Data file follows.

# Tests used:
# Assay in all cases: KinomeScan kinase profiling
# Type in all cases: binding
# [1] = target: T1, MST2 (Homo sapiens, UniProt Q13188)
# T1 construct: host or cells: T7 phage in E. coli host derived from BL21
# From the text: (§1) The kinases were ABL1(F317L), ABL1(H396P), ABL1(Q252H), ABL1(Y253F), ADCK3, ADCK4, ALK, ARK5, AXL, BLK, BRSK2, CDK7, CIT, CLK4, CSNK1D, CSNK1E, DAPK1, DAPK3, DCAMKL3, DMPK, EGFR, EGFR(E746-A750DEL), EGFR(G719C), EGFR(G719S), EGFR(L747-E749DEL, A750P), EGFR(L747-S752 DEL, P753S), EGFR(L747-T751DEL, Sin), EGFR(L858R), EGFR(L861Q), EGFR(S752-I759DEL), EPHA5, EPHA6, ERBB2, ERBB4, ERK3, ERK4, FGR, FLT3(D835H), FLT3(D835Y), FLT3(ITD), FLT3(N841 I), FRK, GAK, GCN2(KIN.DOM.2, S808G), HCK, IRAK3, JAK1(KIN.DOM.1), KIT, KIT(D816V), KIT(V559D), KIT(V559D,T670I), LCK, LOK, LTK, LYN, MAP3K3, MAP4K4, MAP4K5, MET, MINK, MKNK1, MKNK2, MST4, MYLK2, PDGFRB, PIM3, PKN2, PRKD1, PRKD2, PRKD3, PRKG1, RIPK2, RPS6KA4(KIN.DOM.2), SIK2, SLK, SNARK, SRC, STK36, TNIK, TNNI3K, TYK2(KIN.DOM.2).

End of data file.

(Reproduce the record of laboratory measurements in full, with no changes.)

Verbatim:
# Tests used:
# Assay in all cases: KinomeScan kinase profiling
# Type in all cases: binding
# [1] = target: T1, MST2 (Homo sapiens, UniProt Q13188)
# T1 construct: host or cells: T7 phage in E. coli host derived from BL21
# From the text: (§1) The kinases were ABL1(F317L), ABL1(H396P), ABL1(Q252H), ABL1(Y253F), ADCK3, ADCK4, ALK, ARK5, AXL, BLK, BRSK2, CDK7, CIT, CLK4, CSNK1D, CSNK1E, DAPK1, DAPK3, DCAMKL3, DMPK, EGFR, EGFR(E746-A750DEL), EGFR(G719C), EGFR(G719S), EGFR(L747-E749DEL, A750P), EGFR(L747-S752 DEL, P753S), EGFR(L747-T751DEL, Sin), EGFR(L858R), EGFR(L861Q), EGFR(S752-I759DEL), EPHA5, EPHA6, ERBB2, ERBB4, ERK3, ERK4, FGR, FLT3(D835H), FLT3(D835Y), FLT3(ITD), FLT3(N841 I), FRK, GAK, GCN2(KIN.DOM.2, S808G), HCK, IRAK3, JAK1(KIN.DOM.1), KIT, KIT(D816V), KIT(V559D), KIT(V559D,T670I), LCK, LOK, LTK, LYN, MAP3K3, MAP4K4, MAP4K5, MET, MINK, MKNK1, MKNK2, MST4, MYLK2, PDGFRB, PIM3, PKN2, PRKD1, PRKD2, PRKD3, PRKG1, RIPK2, RPS6KA4(KIN.DOM.2), SIK2, SLK, SNARK, SRC, STK36, TNIK, TNNI3K, TYK2(KIN.DOM.2).